well-attended schools in the city. The grammarians too were so highly esteemed, and their
compensation was so ample, that Lutatius Daphnis, whom Laevius Melissus, punning on his
name, often called the "darling of Pan," [the pun consists in likening him
to the Sicilian Daphnis, the "ideal shepherd," whom Pan taught to play the
shepherd's pipe. The early commentators saw a reference to Pan's love for the flocks and
shepherds and an implication that Lutatius was rusticus or pecus (cf., Verg. Buc. ii.33)]
is known to have been bought for seven hundred thousand sesterces and soon afterwards set
free, while Lucius Appuleius was hired for four hundred sesterces a year by Eficius
Calvinus, a wealthy Roman eques, to teach a large school [the text is certainly
corrupt and the meaning is uncertain; see Ihm, Rh. Mus. 61, p. 550]. In fact, Grammar
even made its way into the provinces, and some of the most famous teachers gave
instruction abroad, especially in Gallia Togata, including Octavius Teucer, Pescennius
Iaccus and Oypius Chares; indeed the last named taught until the very end of his life,
when he could no longer walk, or even see.
IV. The term grammaticus became prevalent through Greek
influence, but at first such men were called litterati ["men of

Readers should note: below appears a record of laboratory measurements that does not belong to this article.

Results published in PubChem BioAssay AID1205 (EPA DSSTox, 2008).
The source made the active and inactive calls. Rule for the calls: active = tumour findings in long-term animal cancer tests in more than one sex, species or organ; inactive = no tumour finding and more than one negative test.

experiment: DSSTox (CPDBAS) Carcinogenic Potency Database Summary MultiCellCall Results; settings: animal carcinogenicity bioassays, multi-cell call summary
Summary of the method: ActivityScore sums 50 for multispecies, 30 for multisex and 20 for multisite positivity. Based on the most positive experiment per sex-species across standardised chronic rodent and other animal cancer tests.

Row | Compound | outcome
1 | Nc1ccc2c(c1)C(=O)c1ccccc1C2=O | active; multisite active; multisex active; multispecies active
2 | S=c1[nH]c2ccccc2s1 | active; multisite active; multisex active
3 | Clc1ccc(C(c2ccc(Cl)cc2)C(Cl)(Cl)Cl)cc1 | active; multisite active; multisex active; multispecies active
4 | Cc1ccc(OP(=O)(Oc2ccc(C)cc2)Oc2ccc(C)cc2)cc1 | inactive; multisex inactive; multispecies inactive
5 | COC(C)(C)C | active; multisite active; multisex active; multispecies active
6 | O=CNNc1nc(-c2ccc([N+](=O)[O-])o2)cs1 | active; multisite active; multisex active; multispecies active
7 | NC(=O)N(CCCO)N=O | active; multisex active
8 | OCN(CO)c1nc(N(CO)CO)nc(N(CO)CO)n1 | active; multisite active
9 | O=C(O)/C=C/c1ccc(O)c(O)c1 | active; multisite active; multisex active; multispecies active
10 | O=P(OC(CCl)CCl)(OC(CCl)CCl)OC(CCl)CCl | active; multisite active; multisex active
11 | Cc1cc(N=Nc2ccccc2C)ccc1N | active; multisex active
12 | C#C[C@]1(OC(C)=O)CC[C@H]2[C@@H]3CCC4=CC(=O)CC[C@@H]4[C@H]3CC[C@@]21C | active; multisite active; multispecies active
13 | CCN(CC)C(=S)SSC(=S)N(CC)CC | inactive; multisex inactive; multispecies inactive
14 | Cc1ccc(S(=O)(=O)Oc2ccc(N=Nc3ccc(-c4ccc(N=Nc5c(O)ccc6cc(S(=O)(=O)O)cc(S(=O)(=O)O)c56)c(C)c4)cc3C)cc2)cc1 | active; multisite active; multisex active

letters," from "littera"]. Cornelius Nepos, too, in a little book in
which he explains the difference between litteratus and eruditus ["man
of learning, scholar"] says that the former is commonly applied to those who can
speak or write on any subject accurately, cleverly and with authority; but that it should
strictly be used of interpreters of the poets, whom the Greeks call grammatici.
That these were also called litteratores is shown by Messala Corvinus in one of
his letters, in which he says: "I am not concerned with Furius Bibaculus, nor with
Ticidas either, or with the litterator Cato." For he unquestionably refers
to Valerius Cato, who was famous both as a poet and as a grammarian. Some, however, make a
distinction between litteratus and litterator, as the Greeks do between grammaticus
and grammatista, using the former of a master of his subject, the latter of one
moderately proficient. Orbilius, too, supports this view by examples, saying: "In the
days of our forefathers, when anyone's slaves were offered for sale, it was not usual
except in special cases to advertise any one of them as litteratus but rather as litterator,
implying that he had a smattering of letters, but was not a finished scholar." The
grammarians of early days taught rhetoric as well, and we have treatises from many men on
both subjects. It was this custom, I think, which led those of later times also, although